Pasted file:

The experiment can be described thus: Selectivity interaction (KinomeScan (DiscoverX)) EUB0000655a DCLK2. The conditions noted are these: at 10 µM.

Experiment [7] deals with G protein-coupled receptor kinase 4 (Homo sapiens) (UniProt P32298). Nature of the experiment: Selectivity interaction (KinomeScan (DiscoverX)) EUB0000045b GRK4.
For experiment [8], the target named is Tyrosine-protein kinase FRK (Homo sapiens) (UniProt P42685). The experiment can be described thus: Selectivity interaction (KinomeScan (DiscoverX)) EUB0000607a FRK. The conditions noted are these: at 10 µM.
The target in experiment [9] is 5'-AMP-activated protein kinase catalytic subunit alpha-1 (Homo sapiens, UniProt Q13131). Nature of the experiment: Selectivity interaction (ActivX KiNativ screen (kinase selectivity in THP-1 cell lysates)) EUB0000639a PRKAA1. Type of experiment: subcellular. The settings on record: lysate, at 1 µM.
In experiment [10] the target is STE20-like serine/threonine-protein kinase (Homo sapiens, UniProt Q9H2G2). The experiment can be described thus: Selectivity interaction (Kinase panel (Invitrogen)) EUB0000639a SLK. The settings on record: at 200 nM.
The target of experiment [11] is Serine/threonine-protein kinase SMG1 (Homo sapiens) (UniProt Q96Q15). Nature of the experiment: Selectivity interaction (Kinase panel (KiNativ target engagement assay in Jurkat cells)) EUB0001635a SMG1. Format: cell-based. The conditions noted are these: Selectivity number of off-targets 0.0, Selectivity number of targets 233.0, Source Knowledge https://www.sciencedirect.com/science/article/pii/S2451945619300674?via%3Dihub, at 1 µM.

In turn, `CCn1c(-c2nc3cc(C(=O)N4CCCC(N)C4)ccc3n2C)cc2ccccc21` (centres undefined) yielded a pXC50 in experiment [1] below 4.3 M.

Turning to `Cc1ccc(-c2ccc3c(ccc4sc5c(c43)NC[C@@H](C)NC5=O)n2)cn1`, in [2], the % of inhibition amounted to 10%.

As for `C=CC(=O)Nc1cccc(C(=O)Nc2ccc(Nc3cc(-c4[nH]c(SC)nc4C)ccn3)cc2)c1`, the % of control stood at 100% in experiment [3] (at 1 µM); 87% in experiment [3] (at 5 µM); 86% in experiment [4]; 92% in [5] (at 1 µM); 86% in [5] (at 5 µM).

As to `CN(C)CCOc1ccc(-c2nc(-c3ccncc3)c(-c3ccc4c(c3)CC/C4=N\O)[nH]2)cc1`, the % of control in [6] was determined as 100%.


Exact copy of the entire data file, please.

The experiment can be described thus: Selectivity interaction (KinomeScan (DiscoverX)) EUB0000655a DCLK2. The conditions noted are these: at 10 µM.

Experiment [7] deals with G protein-coupled receptor kinase 4 (Homo sapiens) (UniProt P32298). Nature of the experiment: Selectivity interaction (KinomeScan (DiscoverX)) EUB0000045b GRK4.
For experiment [8], the target named is Tyrosine-protein kinase FRK (Homo sapiens) (UniProt P42685). The experiment can be described thus: Selectivity interaction (KinomeScan (DiscoverX)) EUB0000607a FRK. The conditions noted are these: at 10 µM.
The target in experiment [9] is 5'-AMP-activated protein kinase catalytic subunit alpha-1 (Homo sapiens, UniProt Q13131). Nature of the experiment: Selectivity interaction (ActivX KiNativ screen (kinase selectivity in THP-1 cell lysates)) EUB0000639a PRKAA1. Type of experiment: subcellular. The settings on record: lysate, at 1 µM.
In experiment [10] the target is STE20-like serine/threonine-protein kinase (Homo sapiens, UniProt Q9H2G2). The experiment can be described thus: Selectivity interaction (Kinase panel (Invitrogen)) EUB0000639a SLK. The settings on record: at 200 nM.
The target of experiment [11] is Serine/threonine-protein kinase SMG1 (Homo sapiens) (UniProt Q96Q15). Nature of the experiment: Selectivity interaction (Kinase panel (KiNativ target engagement assay in Jurkat cells)) EUB0001635a SMG1. Format: cell-based. The conditions noted are these: Selectivity number of off-targets 0.0, Selectivity number of targets 233.0, Source Knowledge https://www.sciencedirect.com/science/article/pii/S2451945619300674?via%3Dihub, at 1 µM.

In turn, `CCn1c(-c2nc3cc(C(=O)N4CCCC(N)C4)ccc3n2C)cc2ccccc21` (centres undefined) yielded a pXC50 in experiment [1] below 4.3 M.

Turning to `Cc1ccc(-c2ccc3c(ccc4sc5c(c43)NC[C@@H](C)NC5=O)n2)cn1`, in [2], the % of inhibition amounted to 10%.

As for `C=CC(=O)Nc1cccc(C(=O)Nc2ccc(Nc3cc(-c4[nH]c(SC)nc4C)ccn3)cc2)c1`, the % of control stood at 100% in experiment [3] (at 1 µM); 87% in experiment [3] (at 5 µM); 86% in experiment [4]; 92% in [5] (at 1 µM); 86% in [5] (at 5 µM).

As to `CN(C)CCOc1ccc(-c2nc(-c3ccncc3)c(-c3ccc4c(c3)CC/C4=N\O)[nH]2)cc1`, the % of control in [6] was determined as 100%.